We publish a lot of content on the Canadian cannabis industry at New Cannabis Ventures. 15% of our visitors reside in Canada, perhaps consequently, and I spend a great deal of my time at 420 Investor focused on the Canadian publicly-traded stocks in the sector. I have visited Vancouver and Ontario in the past 18 months, and not a week passes without some progress for the industry. Companies like Canopy Growth and Mettrum are already on their way to sales of greater than $10mm in 2016, and several others are rapidly expanding. I recently gathered several of the industry leaders for a conference in Denver, a first-of-its-kind panel. Let me say in no uncertain words what I believe to be the case: Canada is a huge opportunity for investors.
If you want an some insight into my thinking, I shared my views recently on the big picture. The quick version is that medical cannabis is federally legal, which makes things so much easier than in the United States, where access to banking, restricted ability to conduct medical research, the draconian tax structure due to a quirky federal law known as 280E and the prohibition of interstate commerce weigh on the industry. The program, which is known as MMPR, wasn’t the best at the onset when it debuted in April 2014, but it is rapidly improving. Regular folks like you and me are excited, but, more importantly, so are institutional investors. In an industry that always seems to face headwinds, this is a segment that enjoys tailwinds, including the likelihood of legalization for adult-use. Canada, in a nutshell, is the global leader when it comes to cannabis.
In the October edition of the 420 Investor Newsletter, I shared a framework for evaluating the opportunity. My model doesn’t take into account legalization, instead focusing on just the medical market. I conclude that the 2019 sales opportunity for the industry is $400mm to $1.6 billion. The inputs are the number of patients, the price of cannabis and the consumption rate per patient. Even at the low-end, many of the publicly-traded companies could enjoy rising stock prices.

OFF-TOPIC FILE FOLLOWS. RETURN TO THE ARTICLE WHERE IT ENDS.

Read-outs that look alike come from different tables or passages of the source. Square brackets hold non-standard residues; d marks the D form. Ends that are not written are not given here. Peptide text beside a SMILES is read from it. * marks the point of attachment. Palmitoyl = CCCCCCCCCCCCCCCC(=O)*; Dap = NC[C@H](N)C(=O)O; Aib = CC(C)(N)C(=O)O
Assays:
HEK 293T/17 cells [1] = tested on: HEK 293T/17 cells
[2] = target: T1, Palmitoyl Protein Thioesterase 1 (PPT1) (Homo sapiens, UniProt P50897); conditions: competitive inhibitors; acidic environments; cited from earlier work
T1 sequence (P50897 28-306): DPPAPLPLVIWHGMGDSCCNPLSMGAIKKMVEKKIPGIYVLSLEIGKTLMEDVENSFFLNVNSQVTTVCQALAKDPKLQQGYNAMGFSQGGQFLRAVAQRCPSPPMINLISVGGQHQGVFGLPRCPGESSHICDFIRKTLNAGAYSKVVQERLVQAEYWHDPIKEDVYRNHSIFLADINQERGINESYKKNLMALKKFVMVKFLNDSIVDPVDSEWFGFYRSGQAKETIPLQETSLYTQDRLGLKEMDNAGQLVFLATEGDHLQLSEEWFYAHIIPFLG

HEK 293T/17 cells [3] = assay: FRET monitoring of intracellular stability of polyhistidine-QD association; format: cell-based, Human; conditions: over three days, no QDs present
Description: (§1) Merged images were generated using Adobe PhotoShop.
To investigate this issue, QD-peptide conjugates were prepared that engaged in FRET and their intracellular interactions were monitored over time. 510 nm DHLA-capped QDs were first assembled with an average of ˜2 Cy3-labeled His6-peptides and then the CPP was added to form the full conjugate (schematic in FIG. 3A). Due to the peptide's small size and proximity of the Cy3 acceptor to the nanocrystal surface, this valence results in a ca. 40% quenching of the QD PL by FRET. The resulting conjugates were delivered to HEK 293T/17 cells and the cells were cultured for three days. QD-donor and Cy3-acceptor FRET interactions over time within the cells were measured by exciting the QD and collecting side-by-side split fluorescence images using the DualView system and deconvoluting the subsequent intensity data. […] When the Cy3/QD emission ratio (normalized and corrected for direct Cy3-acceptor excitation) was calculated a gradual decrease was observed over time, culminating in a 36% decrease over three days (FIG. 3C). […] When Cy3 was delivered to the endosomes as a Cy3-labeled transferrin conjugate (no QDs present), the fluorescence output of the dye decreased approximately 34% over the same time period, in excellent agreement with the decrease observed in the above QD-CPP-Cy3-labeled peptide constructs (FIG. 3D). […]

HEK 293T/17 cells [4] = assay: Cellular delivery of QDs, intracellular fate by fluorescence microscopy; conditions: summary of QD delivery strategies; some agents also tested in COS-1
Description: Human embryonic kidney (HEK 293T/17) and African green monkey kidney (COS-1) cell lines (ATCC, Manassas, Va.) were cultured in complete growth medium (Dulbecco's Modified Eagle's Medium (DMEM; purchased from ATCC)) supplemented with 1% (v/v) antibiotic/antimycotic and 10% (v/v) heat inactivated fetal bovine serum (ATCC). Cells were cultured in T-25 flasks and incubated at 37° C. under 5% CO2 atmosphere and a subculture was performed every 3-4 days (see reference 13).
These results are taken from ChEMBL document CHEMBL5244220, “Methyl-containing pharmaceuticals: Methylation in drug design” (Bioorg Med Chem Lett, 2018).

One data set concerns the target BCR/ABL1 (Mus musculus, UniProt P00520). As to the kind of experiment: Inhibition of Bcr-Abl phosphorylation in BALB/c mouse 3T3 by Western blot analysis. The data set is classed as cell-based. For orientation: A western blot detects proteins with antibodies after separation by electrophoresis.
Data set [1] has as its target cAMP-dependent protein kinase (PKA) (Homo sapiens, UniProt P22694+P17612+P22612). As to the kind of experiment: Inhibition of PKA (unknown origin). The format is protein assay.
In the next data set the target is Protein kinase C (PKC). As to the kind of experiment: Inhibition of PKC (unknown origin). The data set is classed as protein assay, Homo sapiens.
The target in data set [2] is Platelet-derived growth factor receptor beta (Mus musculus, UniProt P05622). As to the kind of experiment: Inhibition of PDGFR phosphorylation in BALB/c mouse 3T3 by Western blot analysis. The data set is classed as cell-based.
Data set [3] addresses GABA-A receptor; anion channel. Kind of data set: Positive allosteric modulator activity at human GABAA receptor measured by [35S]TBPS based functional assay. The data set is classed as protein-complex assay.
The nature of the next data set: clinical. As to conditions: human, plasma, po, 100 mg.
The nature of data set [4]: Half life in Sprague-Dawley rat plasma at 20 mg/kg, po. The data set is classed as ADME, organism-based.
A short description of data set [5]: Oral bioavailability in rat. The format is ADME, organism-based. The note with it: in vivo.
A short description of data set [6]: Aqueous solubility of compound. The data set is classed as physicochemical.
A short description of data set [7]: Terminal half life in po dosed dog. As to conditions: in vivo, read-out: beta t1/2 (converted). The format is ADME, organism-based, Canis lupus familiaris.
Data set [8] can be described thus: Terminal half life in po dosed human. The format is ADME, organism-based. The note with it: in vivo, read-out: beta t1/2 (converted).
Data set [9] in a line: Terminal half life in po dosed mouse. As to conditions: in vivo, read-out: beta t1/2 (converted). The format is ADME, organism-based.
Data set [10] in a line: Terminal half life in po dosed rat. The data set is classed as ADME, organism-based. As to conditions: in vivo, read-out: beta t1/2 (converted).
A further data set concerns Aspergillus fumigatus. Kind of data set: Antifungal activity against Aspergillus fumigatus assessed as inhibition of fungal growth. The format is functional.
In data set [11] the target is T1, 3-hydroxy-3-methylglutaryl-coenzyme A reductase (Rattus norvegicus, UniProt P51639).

In the United States, only an extremely tiny fraction of the cannabis producers and retailers are publicly-traded. In Canada, a large part of the legal market is controlled by publicly-traded companies. Additionally, accredited investors can own stakes in the balance of the sector, and many of these private MMPR licensees do have outside ownership. I have a Focus List, which is a subset of the nearly 350 publicly-traded cannabis stocks, consisting of 28 names, and 6 of those are either MMPR LPs or close to becoming one: Aphria, Aurora, Canopy Growth Corp, Mettrum, OrganiGram and Supreme Pharma. Other publicly-traded stocks that I follow include PharmaCan Capital, which has investments in several MMPR LPs, Canadian Cannabis Corp, which has a pending acquisition of Hydropothecary, Abba Medix, which has a facility that could become licensed, and Alta Vista Ventures, which has a pending acquisition of RedeCan Pharm.
Aphria, which trades on the TSX Venture with the ticker APH and has a U.S. tracking symbol (not exchange-traded) of APHQF, operates a greenhouse facility in Ontario. The company has a unique strategy of serving as a wholesaler and a retailer. Aphria just raised over $10mm, selling units at $1.30 that included warrants at $1.75, and the current market cap at the recent price of $1.30 and my estimate of 72mm diluted shares (I exclude shares that would convert at prices significantly above the current price), is approximately $94mm.